Move budget talks from ideology to priorities

All the discussion around Minne­sota’s $5 billion budget deficit seems to suggest that Minnesotans face an either/or choice of how to understand the budget: “Government and Taxes Are Good” vs. “Government and Taxes Are Bad.”

Moving the bud­get discussion be­yond rigid ideological positions is long overdue. Our discussion should focus on what we want our budget priorities to be.

Minnesota’s Constitution says that “government is instituted for the security, benefit and protection of the people.” It is time to take a hard look at revenues, expenditures, exemptions and regulations and ask: Does this burden or benefit promote the interests of the people, or does this promote a special interest that has little to do with the common good?

We should face a difficult bud­get year with flexibility in ap­proach and specific priorities as our goals.

As we think about what the priorities should be, it is good to remember what the Roman Catholic and Evangelical Lutheran Church in Amer­ica bishops of Minnesota not­ed in their open letter to legislators last month: How we treat the most vulnerable is the most telling measure of how we care for one another. A budget is more than just political ideology in spreadsheet form; it is a moral document that has a real impact on real people.
Investing in people

Caring for others does not have to mean out-of-control spending. But while services and programs that invest in vulnerable people should be efficient, we must realize that efficiency is impossible if funding levels become completely inadequate.

Not all returns on investments in the common good are economic. Some investments are in people, such as caring for disabled and elderly Minne­sotans in a way that res­pects their dignity. Other investments have both human and economic returns, such as helping work­ing people in a state of economic crisis to get back on their feet, or ensuring that low-income people have access to affordable health care.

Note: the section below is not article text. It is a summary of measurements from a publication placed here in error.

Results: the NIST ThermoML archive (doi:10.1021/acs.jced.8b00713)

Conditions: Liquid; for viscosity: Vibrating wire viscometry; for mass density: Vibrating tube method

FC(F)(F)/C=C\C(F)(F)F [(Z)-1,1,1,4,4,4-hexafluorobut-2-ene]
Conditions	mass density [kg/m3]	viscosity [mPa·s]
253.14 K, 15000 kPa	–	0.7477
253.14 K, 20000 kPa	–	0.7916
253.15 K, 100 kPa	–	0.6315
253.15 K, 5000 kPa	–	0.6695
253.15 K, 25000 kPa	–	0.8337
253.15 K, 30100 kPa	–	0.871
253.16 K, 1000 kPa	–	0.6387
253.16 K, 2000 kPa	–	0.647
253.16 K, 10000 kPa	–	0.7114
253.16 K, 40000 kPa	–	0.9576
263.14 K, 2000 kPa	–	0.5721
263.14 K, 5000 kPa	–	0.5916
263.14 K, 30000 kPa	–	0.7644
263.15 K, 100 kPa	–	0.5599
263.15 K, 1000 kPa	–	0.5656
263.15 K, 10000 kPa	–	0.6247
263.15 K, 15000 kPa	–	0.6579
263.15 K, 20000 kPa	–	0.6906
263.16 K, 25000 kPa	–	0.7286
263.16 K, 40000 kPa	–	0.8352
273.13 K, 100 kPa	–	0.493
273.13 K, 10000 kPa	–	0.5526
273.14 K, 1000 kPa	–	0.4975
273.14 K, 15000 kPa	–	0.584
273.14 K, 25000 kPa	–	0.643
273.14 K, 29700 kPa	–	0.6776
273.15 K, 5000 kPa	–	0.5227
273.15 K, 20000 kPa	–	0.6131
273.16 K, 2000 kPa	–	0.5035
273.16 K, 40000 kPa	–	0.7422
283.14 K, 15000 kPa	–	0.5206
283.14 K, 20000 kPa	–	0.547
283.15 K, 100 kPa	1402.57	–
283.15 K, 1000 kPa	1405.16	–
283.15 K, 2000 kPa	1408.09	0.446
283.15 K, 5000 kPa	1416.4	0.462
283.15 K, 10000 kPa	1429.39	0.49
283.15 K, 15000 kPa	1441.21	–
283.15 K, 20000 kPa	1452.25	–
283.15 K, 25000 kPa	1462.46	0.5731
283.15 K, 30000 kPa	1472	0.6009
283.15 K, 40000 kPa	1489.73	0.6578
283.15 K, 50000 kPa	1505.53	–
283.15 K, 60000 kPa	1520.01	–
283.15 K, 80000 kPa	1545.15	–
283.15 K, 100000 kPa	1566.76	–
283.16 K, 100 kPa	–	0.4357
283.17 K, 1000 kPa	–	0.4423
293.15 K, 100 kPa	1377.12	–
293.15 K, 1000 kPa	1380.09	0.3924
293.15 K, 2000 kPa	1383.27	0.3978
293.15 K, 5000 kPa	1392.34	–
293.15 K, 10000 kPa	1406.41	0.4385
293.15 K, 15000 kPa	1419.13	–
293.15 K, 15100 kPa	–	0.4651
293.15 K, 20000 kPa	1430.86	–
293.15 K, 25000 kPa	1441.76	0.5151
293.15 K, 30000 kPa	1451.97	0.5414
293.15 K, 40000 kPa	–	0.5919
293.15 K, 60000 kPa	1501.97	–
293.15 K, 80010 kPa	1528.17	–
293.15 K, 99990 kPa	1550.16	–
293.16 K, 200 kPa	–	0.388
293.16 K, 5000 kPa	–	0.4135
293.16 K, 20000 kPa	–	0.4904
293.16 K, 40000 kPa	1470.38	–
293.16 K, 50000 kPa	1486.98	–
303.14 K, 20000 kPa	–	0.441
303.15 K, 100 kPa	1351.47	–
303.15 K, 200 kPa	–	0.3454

Instead of always looking first to cut services for the poor and vulnerable whenever a budget crisis looms, perhaps we should look first at programs and exemptions that benefit specific interest groups.

Do government subsidies that are intended to create jobs actually create new jobs? Do tax credits and tax exemptions actually promote inten­d­ed policies, or do they merely shelter wealth for a select few? All decisions to spend taxpayer dollars should show an investment in clear priorities and an expected outcome that is related to those priorities.

In their letter, the bishops noted that the current state budget deficit presents “an enormous challenge that suggests both dollar savings and increased income to achieve a balanced budget that avoids devastating cuts in services to vulnerable people.”

Let’s encourage our legislators to approach budget negotiations with all budget balancing options on the table so that the focus can be on priorities. Providing basic needs and essential services for the vulnerable in ways that affirm life and dignity should come before any non-essential goals.

You can take action by joining the Minnesota Catholic Advocacy Net­work at There are also two upcoming Joint Religious Legislative Coalition interfaith vigils at which members of faith communities will be calling for compassionate and balanced stewardship of the state budget: 7 p.m. May 4 on the steps of the Cathedral of St. Mary in St. Cloud; and 2 p.m. May 11 at the Floyd B. Olson Statue on the State Capitol lawn (southwest of the main entrance) in St. Paul.

Katie Conlin the Minnesota Cath­olic Conference’s interim social concerns director.

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